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Native Californian, biologist, wildlife conservation consultant, retired Smithsonian scientist, father of two daughters, grandfather of 4 small primates. INTJ. Believes nature is infinitely more interesting than shopping malls. Born 100 years too late.

Thursday, July 31, 2008

The seldom seen showtl (or aplodon)

I set four camera traps in Sierra county a month before the camera trapping workshop, and was mighty pleased to find that mountain beavers -- hereinafter show'tls or aplodons -- occur in the drainages feeding the Yuba river.

Yes, from here on out I am calling them "aplodons" or "showtls". They deserve a catchy vernacular tag or a name (like "simple teeth") befitting their unique evolutionary position.

Let's forget the term "mountain beaver". Yes, like beavers they are excellent swimmers and waterway engineers, but there the resemblance ends. The name boomer doesn't cut it either. The only report of such a sound is now over 130 years old.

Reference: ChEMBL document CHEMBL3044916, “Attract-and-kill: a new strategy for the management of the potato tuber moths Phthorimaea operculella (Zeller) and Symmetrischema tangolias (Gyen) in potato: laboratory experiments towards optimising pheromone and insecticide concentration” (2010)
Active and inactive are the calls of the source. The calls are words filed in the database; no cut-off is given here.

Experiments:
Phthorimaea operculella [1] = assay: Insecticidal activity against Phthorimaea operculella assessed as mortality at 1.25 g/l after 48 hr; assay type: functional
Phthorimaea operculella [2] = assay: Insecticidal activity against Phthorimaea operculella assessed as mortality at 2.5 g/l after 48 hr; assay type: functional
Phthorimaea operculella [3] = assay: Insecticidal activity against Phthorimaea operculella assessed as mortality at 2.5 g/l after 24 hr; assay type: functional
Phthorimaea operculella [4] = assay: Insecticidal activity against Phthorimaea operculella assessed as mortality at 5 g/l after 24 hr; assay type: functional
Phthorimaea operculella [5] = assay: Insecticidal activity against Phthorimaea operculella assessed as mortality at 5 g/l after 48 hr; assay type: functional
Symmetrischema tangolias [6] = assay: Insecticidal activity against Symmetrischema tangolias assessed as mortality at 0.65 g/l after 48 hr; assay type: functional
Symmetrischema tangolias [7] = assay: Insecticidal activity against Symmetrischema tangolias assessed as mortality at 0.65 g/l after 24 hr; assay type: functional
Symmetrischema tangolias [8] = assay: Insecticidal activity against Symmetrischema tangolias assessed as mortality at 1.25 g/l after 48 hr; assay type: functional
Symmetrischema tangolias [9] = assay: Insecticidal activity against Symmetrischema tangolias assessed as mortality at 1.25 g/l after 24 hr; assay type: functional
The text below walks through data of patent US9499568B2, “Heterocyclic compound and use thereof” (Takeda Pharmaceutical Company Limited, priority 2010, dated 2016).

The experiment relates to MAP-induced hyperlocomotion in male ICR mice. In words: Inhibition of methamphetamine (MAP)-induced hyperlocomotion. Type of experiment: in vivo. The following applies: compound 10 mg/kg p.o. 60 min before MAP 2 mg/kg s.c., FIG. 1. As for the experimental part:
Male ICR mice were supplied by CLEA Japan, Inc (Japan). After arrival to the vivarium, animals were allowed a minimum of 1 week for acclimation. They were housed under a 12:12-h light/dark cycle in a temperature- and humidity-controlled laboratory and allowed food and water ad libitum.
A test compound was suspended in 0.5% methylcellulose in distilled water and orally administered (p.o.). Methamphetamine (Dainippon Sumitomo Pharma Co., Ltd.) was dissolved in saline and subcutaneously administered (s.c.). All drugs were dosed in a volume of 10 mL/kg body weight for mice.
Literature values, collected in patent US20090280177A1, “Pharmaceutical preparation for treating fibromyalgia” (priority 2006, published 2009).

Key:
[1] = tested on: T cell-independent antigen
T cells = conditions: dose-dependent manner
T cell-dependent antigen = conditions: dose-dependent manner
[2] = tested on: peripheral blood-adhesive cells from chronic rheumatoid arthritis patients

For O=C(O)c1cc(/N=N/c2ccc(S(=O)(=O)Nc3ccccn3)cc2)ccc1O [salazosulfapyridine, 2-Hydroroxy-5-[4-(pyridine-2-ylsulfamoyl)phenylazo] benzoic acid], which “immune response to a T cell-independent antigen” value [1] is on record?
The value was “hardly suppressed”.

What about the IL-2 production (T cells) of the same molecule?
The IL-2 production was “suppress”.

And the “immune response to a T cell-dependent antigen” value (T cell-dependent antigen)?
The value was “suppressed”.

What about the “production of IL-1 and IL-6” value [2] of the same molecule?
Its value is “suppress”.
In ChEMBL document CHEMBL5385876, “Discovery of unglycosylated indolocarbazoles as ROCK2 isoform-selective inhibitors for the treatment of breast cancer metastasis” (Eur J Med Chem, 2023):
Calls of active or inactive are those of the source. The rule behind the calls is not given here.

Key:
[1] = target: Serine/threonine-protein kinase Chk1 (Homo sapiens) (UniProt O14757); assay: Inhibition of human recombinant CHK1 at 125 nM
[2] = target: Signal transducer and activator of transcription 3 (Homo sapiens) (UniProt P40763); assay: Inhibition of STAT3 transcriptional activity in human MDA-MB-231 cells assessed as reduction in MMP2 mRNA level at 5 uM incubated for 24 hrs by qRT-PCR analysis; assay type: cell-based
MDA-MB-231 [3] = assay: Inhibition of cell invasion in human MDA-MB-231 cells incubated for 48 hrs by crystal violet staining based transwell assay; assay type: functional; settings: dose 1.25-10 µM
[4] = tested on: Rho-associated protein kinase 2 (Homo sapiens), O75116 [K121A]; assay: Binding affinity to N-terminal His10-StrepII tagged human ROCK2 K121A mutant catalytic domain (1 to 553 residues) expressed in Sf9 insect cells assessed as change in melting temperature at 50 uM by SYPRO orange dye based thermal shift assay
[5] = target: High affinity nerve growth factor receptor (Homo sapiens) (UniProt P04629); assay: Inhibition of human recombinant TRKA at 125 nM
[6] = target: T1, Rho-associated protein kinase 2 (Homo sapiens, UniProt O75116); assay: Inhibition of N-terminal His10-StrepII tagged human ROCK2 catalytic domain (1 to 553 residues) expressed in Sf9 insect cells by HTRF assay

Then there's the name "sh'auch" used by the Indians of Puget Sound. It meant "creature that creeps in the undergrowth", and you can guess why that didn't take. The other moniker -- "sewellel" -- is said to have been the Indian term applied to robes made of their furs.

Enough. Back to the workshop. . .

When it commenced on July 21, the cams had been in the field for a month. Knowing that camera trapping is often slow business, I wanted to fire up the class at the outset by showing them the seldom seen showtl.